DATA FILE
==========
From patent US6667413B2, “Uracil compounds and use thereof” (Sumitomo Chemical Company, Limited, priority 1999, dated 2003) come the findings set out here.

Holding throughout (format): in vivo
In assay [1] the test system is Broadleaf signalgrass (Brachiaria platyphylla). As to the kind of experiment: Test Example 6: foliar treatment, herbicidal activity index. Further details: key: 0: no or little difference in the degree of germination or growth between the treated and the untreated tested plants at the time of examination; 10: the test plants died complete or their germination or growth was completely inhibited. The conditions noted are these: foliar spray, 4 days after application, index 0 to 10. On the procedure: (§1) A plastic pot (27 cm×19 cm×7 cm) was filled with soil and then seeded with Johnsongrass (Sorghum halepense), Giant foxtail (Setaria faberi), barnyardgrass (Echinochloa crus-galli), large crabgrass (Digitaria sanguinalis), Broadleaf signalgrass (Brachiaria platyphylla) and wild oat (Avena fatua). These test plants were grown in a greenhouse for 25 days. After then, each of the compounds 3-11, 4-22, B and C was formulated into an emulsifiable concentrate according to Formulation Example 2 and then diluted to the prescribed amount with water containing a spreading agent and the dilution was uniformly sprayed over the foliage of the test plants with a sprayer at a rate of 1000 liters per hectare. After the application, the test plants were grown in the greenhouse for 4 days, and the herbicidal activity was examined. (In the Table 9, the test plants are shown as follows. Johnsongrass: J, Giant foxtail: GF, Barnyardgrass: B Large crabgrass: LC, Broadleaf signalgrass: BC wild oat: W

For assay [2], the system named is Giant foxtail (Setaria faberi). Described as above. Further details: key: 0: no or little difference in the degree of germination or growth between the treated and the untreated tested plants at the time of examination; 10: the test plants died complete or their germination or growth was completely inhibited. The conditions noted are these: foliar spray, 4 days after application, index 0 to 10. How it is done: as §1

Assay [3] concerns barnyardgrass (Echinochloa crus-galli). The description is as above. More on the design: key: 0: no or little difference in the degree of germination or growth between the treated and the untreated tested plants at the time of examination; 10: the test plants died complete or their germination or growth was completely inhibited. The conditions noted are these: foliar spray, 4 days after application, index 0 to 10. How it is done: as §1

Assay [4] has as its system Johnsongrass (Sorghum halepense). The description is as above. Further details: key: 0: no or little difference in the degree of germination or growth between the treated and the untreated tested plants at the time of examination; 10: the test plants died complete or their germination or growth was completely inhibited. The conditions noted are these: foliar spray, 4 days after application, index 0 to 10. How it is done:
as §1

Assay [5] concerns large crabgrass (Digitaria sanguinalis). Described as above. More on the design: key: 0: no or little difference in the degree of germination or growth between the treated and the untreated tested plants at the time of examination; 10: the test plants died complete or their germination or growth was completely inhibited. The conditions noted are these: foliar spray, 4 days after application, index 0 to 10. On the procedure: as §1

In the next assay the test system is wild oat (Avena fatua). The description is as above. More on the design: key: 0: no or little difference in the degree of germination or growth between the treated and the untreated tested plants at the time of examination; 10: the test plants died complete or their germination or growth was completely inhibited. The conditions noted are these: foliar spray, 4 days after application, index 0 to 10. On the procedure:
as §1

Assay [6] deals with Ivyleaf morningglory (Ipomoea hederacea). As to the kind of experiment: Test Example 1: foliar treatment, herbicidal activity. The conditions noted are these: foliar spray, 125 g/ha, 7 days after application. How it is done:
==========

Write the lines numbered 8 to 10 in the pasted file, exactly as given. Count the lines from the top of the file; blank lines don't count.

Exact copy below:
Assay [5] concerns large crabgrass (Digitaria sanguinalis). Described as above. More on the design: key: 0: no or little difference in the degree of germination or growth between the treated and the untreated tested plants at the time of examination; 10: the test plants died complete or their germination or growth was completely inhibited. The conditions noted are these: foliar spray, 4 days after application, index 0 to 10. On the procedure: as §1

In the next assay the test system is wild oat (Avena fatua). The description is as above. More on the design: key: 0: no or little difference in the degree of germination or growth between the treated and the untreated tested plants at the time of examination; 10: the test plants died complete or their germination or growth was completely inhibited. The conditions noted are these: foliar spray, 4 days after application, index 0 to 10. On the procedure:
as §1